Having fully acclimated myself with the Clark Community Thrift Store (CCTS) during the past month, I am transitioning into a more active role as the store’s community outreach intern. One step I took in this process was to approach local businesses on behalf of the CCTS. In talking with the managers and owners of establishments ranging from restaurants to convenience stores, I gained a better understanding of local commerce and tested the waters for future partnerships within the community. While performing my Main South walkabout, I not only met a number of fantastic community members, but also a lot of rain.
One particularly remarkable stop I made was at the nearby coffee shop Acoustic Java. There I met David Fullerton, the shop’s general manager, and had a great conversation regarding the vast potential David sees in the CCTS. In speaking with David, I was struck by his willingness to provide honest insights and suggestions about running a business in the Main South community. Moreover, we discussed the importance of making the CCTS into more than just a good thrift shop by expanding what it offers to the surrounding community. Ideas ranged from showcasing local artists to hosting musicians.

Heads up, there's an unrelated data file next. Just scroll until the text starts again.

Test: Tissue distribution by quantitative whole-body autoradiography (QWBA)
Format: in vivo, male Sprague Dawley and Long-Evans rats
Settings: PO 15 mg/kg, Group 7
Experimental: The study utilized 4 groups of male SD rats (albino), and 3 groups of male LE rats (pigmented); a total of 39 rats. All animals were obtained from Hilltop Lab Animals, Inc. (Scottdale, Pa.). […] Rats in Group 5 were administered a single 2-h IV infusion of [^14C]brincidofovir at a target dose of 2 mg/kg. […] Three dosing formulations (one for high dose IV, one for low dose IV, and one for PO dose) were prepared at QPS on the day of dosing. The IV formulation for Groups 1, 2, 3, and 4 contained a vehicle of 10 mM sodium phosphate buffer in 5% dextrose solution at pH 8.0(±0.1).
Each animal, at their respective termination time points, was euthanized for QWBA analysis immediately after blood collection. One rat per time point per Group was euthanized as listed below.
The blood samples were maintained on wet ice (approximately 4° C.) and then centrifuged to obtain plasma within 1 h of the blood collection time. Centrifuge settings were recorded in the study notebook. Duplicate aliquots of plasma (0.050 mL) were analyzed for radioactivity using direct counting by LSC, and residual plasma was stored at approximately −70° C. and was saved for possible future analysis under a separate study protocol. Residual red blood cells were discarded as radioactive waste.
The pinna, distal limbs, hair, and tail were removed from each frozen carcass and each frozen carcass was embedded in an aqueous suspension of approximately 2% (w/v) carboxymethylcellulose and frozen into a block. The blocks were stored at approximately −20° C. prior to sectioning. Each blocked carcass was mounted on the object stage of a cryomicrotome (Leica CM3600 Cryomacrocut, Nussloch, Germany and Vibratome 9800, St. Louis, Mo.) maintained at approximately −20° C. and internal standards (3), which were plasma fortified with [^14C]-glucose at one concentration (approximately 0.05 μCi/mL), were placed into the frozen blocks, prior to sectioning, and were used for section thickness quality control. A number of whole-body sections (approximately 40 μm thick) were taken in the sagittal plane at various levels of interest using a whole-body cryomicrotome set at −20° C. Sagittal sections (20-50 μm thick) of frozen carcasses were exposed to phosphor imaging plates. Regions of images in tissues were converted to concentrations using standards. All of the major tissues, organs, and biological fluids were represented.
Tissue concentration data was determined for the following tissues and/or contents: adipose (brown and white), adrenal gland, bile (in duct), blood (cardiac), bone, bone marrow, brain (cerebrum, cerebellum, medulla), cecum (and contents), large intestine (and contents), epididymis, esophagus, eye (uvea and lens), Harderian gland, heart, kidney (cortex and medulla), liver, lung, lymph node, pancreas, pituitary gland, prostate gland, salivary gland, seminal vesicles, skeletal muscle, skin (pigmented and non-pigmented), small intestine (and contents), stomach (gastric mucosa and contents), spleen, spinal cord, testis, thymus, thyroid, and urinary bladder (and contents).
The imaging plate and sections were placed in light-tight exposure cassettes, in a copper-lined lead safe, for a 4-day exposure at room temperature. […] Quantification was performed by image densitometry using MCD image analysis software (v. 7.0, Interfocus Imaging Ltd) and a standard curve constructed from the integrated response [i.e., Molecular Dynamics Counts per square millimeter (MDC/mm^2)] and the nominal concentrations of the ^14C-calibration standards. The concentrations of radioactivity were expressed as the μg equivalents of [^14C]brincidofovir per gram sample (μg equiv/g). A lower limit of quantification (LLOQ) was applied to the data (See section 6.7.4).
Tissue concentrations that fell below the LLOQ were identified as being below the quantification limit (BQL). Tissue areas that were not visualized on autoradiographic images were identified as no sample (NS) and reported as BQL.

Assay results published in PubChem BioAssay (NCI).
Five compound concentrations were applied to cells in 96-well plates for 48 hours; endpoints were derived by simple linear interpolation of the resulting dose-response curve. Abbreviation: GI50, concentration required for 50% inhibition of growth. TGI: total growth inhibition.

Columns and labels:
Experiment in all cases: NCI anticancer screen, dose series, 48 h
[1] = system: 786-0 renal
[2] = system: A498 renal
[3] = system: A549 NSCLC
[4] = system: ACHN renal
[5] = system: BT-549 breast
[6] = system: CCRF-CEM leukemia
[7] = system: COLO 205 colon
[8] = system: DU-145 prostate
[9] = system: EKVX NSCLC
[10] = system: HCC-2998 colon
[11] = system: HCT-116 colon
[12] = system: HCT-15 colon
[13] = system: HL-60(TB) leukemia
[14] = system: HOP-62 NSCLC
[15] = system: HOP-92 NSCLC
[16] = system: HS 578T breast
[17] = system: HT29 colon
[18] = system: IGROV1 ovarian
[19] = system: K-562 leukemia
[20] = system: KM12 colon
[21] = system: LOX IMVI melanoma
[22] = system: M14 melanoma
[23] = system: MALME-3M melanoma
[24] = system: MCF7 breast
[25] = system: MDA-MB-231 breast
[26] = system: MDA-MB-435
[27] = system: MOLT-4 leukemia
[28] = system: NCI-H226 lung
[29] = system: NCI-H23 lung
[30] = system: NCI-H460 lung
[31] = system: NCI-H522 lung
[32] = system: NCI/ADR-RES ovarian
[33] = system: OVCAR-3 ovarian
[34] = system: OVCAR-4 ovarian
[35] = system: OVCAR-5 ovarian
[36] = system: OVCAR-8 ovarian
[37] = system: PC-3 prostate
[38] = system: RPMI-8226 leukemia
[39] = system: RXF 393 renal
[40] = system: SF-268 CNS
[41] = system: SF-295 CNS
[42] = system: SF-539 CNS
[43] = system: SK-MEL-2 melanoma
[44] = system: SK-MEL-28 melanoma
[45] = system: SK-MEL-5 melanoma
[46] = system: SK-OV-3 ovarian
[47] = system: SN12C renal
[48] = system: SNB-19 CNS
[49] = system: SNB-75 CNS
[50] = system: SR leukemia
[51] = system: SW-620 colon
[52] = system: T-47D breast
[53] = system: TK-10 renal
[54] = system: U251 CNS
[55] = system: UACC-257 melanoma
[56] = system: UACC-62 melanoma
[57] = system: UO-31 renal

With all that has happened I find it very fitting that last week’s work coincided with rain. I say this because water is a catalyst of change and growth, elements which are permeating my personal LEEP journey, the Clark Community Thrift Store, and the surrounding community this very moment. By following the CCTS’s mission of “working toward a more sustainable and connected community”, I am confident that my efforts will produce a foundation for sustained change and growth that will continue long after my LEEP project with the thrift store is done.